The Road (To Europe) Is Long, With A Many A Winding Turn ….

That Leeds us to who knows where, who knows where. Are we strong, strong enough to carry it off? He ain’t Revie, he’s Bielsa!

In a season notable for its fixture congestion, it is something of a luxury to go a whole nine days without a game. In bygone days it would have been enough for Fat Sam to whisk the squad off for a warm weather jolly to Dubai, but the more pragmatic David Moyes will have wanted to put the break to better use. Recharging the batteries and retuning the engine for what could well be an interesting climax to an unusual campaign.

Since West Ham were squeezed out by Manchester City, despite a spirited and admirable display that was worthy of a point, the majority of Premier League clubs have played three times, resulting in the Hammers slipping from 4th to 7th in the standings. For a while it looked like other results were being kind to us, but recent wins for Manchester United, Leicester, Everton, Chelsea and Tottenham have seen them putting points on the board at our expense. As an anxious supporter, I sense this may have posed a degree of added pressure to tonight’s performance, but hopefully the dressing room has an in-built immunity to such transient concerns.

With one or two games in hand over those above us (apart from Everton) the competition for a top six place remains open and up for grabs. There are sure to be plenty of twists and turns before the fat lady sings come the end of May. There are also an intriguing number of head-to-head games still to come between the interested parties – starting with Chelsea vs Everton, scheduled to end in a 1-0 home win immediately before our game kicks-off tonight. More gushing acclaim for Tuchel, the latest football media darling.

Where will it lead to, who knows where? My best guess is that a further twenty-one points would be the minimum requirement for West Ham to be in with a shout of a top four finish, it would certainly secure top six. Seven wins or six wins and three draws should do the trick. Not easy but, equally, not impossible.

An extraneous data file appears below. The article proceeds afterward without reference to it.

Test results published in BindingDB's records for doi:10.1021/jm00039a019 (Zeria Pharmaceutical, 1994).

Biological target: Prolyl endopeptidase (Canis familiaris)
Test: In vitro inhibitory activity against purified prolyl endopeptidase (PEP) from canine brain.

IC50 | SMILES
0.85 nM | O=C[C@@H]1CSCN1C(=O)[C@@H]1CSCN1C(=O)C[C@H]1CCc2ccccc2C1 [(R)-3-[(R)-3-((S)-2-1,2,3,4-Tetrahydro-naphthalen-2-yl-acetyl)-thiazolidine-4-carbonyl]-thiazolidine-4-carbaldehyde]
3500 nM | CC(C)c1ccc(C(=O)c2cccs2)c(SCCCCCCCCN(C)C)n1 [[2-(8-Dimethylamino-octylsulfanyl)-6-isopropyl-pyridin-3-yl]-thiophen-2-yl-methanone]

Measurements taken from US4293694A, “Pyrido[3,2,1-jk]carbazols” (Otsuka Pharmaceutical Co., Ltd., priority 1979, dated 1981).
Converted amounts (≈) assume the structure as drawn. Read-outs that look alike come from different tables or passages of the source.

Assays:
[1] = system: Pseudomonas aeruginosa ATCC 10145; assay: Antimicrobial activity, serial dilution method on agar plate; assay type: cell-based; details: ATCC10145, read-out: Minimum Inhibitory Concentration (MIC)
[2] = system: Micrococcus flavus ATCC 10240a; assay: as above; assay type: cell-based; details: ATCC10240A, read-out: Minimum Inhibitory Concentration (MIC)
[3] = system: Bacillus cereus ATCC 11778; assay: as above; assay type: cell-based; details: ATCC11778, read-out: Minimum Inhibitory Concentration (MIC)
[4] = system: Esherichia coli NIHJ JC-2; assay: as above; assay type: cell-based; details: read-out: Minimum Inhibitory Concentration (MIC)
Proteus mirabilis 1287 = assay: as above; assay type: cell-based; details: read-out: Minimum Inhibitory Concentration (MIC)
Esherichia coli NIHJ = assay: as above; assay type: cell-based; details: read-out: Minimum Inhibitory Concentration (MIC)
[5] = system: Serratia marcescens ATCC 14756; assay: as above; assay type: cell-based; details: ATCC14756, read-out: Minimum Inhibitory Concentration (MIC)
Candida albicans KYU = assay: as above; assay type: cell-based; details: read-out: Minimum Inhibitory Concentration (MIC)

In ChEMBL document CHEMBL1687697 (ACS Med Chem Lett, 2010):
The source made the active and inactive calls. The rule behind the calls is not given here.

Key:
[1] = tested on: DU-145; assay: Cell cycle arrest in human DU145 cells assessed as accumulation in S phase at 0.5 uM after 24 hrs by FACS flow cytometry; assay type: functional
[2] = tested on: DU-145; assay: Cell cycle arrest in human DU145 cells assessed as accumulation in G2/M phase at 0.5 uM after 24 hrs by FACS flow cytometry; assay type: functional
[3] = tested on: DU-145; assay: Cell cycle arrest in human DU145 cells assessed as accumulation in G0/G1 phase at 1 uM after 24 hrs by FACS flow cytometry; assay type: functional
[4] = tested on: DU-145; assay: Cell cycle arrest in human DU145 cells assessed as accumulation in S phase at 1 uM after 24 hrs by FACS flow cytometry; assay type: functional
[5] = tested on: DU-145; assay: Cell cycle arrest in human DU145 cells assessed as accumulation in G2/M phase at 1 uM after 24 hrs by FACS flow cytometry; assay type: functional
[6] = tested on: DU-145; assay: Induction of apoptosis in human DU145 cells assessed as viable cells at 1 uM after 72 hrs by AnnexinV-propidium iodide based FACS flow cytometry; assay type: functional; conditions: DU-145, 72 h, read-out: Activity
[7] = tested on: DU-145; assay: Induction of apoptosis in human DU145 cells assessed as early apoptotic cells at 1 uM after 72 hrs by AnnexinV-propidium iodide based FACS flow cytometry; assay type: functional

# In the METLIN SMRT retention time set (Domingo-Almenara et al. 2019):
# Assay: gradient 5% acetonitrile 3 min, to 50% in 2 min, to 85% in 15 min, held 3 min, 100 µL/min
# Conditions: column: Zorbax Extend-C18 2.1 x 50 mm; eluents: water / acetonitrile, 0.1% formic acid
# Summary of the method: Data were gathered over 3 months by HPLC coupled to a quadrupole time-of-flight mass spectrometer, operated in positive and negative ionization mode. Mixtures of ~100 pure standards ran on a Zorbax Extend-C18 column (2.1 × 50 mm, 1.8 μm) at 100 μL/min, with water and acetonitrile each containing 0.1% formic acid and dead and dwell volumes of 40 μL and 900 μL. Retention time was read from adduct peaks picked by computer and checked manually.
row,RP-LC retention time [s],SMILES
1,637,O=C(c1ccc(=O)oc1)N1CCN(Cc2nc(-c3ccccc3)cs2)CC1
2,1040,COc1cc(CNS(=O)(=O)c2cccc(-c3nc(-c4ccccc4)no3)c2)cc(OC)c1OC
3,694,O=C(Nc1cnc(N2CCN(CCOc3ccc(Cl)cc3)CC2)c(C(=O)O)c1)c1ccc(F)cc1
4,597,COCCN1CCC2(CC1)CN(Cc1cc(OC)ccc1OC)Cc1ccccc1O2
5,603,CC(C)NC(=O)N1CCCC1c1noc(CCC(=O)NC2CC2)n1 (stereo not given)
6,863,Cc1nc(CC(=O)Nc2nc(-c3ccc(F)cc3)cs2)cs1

How well other teams perform and avoiding injuries will also be contributing factors to the Hammer’s fate. We should all switch allegiances for European matches and hope that Manchester United, Chelsea, Tottenham and even Liverpool continue to stay involved and distracted for as long as possible.

Despite Leicester’s win at the weekend, it wouldn’t surprise me if they fell away given their spate of injuries and I’m still to be fully convinced by Everton. That the Hammers remain ‘part of the conversation’ (as they say these days) is nothing short of remarkable and more than I could have hoped for back in September. Who might have believed that games away at Manchester United and home to Chelsea, Leicester and Everton would be pivotal in determining European qualification rather than to avoiding relegation.

But let’s not get ahead of ourselves. First the Hammers have to negotiate the challenge from Premier League mavericks, Leeds United. Marcelo Bielsa has become something of a marmite manager among supporters – tactical genius or eccentric oddball? Whatever your opinion he has steered his side to a comfortable mid-table position in their first season back at the top, and provided plenty of entertainment along the way. They are as unpredictable as the Hammer’s sides I remember watching in the 1960s. A far cry from Revie’s Leeds of the same era. It will be interesting to see how they develop next season.